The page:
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Botany Photo of the Day
In science, beauty. In beauty, science. Daily.

Amelanchier canadensis and Gymnosporangium sp.

Amelanchier canadensis and Gymnosporangium sp.

Taisha is again the author, and she writes:

Long-time BPotD reader and occasional contributor Wouter Bleeker of Ottawa, Ontario, Canada sent along today's photograph. It shows the fruits of an Amelanchier canadensis plant infected by a species of rust fungus from the genus Gymnosporangium. Thanks for sharing again, Wouter.

Rusts (order Pucciniales) are obligate plant parasites, i.e., they require plant hosts. Species of rusts often have multiple means of reproduction, each associated with a different stage in the life-cycle. Up to five different mechanisms for bearing spores (spermagonia, aecia, uredinia, telia, and basidia) are known for some species. These species of rusts require two specific and unrelated host vascular plant species: an aecial host (for spermagonia and/or aecia) and a telial host (for uredinia, telia, and basidia). Rust fungi taxa that require two hosts are called heteroecious. Some taxa, however, carry out their full life-cycle on only one host species (macrocyclic). Other rust species simply reproduce asexually with a single repeating life stage. More variations on the pattern include microcyclic (having only the telial and basidial stages and live on aecial hosts of macrocyclic relatives) or demicyclic (missing the uredinial life stage).

The Gymnosporangium clade has an array of life cycles (gif), host taxa, and degrees of host-specificity. Gymnosporangium species have a demicyclic life cycle, with most alternating between members of the Cupressaceae as a telial host (telia are gelatinous due to long pedicels of teliospores absorbing water in spring rains), and species from the Rosaceae supertribe Pyrodae (PDF) as aecial hosts (see: Novick, R. (2008). Phylogeny, taxonomy, and life cycle evolution in cedar rust fungi (Gymnosporangium)(Doctoral dissertation). Retrieved from ProQuest Dissertations and Theses. (3317188)).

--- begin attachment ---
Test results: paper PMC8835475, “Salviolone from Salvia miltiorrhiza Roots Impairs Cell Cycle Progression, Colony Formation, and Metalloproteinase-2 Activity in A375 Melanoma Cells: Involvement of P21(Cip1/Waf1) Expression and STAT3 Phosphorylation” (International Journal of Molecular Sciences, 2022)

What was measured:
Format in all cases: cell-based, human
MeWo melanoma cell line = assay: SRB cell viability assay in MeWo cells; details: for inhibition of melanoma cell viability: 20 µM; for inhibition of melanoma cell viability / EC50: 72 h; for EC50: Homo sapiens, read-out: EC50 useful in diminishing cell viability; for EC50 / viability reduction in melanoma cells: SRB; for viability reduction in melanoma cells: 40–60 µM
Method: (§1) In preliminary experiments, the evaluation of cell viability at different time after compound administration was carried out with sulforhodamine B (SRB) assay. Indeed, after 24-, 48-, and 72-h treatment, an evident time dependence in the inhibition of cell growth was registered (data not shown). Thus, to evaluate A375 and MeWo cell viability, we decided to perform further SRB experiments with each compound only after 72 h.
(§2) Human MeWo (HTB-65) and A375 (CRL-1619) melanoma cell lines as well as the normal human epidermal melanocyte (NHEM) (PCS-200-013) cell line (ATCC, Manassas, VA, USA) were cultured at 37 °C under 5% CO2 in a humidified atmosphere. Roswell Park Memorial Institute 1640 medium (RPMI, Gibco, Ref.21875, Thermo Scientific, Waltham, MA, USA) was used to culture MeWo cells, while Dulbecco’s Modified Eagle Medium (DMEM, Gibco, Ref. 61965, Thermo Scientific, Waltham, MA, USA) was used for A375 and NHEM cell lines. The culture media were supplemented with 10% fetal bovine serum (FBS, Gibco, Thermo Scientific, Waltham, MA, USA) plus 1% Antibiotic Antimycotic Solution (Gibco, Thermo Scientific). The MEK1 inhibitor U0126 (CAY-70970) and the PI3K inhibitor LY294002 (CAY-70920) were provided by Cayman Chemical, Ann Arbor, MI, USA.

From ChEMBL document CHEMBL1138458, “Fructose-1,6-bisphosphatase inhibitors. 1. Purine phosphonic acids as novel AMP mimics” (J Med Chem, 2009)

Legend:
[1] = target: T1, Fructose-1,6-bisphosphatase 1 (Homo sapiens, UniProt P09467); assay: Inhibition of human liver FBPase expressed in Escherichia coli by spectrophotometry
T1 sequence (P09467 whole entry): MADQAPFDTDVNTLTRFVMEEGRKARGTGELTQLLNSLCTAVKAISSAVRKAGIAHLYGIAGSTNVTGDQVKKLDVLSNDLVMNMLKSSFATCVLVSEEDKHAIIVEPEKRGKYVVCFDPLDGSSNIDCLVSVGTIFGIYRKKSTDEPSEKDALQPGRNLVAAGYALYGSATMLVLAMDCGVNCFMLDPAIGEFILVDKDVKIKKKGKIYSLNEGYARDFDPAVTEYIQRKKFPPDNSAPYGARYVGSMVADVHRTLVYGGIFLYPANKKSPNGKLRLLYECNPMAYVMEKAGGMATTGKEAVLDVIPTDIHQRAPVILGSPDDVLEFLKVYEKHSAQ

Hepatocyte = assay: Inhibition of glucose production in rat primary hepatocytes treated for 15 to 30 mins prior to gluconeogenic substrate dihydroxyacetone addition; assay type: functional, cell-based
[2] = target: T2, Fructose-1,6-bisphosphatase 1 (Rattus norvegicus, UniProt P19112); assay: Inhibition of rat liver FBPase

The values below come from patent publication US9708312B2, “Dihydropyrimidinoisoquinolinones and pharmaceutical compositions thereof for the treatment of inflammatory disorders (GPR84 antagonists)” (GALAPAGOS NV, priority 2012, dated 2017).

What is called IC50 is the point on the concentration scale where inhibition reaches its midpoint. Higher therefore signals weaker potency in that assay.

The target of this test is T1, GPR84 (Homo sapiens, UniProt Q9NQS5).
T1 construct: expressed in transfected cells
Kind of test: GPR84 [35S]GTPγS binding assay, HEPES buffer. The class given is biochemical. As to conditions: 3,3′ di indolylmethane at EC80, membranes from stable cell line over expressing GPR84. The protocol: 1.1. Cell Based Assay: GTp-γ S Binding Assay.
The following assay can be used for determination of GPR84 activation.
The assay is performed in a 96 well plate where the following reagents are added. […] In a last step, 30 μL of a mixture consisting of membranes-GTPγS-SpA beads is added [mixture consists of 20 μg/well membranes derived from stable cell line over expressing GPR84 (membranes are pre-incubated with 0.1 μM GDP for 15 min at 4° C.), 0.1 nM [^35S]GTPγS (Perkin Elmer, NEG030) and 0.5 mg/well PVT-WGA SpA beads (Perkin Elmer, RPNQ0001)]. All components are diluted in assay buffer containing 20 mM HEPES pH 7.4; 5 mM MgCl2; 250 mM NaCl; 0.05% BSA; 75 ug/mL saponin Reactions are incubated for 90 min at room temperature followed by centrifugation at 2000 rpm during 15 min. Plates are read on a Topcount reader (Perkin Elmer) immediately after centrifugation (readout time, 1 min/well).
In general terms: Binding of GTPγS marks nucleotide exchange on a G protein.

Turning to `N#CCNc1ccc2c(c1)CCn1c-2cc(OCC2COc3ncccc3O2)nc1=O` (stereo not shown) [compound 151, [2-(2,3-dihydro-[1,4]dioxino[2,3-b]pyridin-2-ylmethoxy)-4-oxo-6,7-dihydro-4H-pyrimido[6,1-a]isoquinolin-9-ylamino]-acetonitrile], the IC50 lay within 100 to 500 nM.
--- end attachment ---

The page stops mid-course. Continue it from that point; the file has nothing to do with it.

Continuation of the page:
In the above photograph, the Gymnosporangium species is parasitizing a member of the Pyrodae, Amelanchier canadensis. This deciduous shrub species has a number of common names including shadbush, serviceberry, and juneberry. When members of the genus Amelanchier are infected by species from Gymnosporangium, symptoms include brownish-orange spots on leaves and distorted fruits with horn-like protrusions.

According to the Horticulture Diagnostic Laboratory at Cornell University (PDF), of the 36 species of Gymnosporangium that occur in North America, only three are significant in the northeast area to warrant concern. The three species includes the cedar-apple rust (Gymnosporangium juniperi-virginianae), quince rust (Gymnosporangium clavipes), and hawthorn rust (Gymnosporangium globosum). Unfortunately, we're unsure which species is shown in the photograph submitted, but it could be quince or hawthorn rust. This is inferred from Penn State's fact sheet on cedar apple and related rusts. Both publications mention that the best way of preventing cedar rust diseases is to simply avoid planting alternate hosts close together. Planting resistant cultivars is another strategy. These management means should be employed before considering the use of fungicides.

3 Comments

Gymnosporangium are so neat.

Here is another shot of a tentatively IDd Gymnosporangium clavipes on a Callery Pear:

https://www.flickr.com/photos/ericinsf/7339472054/

And a telial form on Juniperus virginiana v. virginiana:

https://www.flickr.com/photos/ericinsf/3519674249/

Actually these Gymnosporangia are very interesting visually, one might almost say pretty. But because we see them as deforming more desirable objects, the unscientific but descriptive term is elecited of, Yuck!

A clear and informative text, as always Taisha. Thank you! Eric, your pictures are ever a joy. I know when I click on your links I stand to be amazed.

Happy Fourth to any fellow Americans!

I am not a Botanist nor do I have a "green thumb", I was searching for the type of tree my husband planted in our front yard to get information as to why the leaves on new growth are turning yellow and came across this page. Search was "names of trees with red berries". Completely unaware that the "spores" that engulf the red berries (rusty when touched) were actually a fungus. It is the only tree in our front yard, we live in Philadelphia in a row home so not much room for anything else anyway. Do you have any suggestions as to what we can do to be rid of the fungus and/or why the leaves are turning yellow. Any help or insight would be greatly appreciated. Happy 4th!

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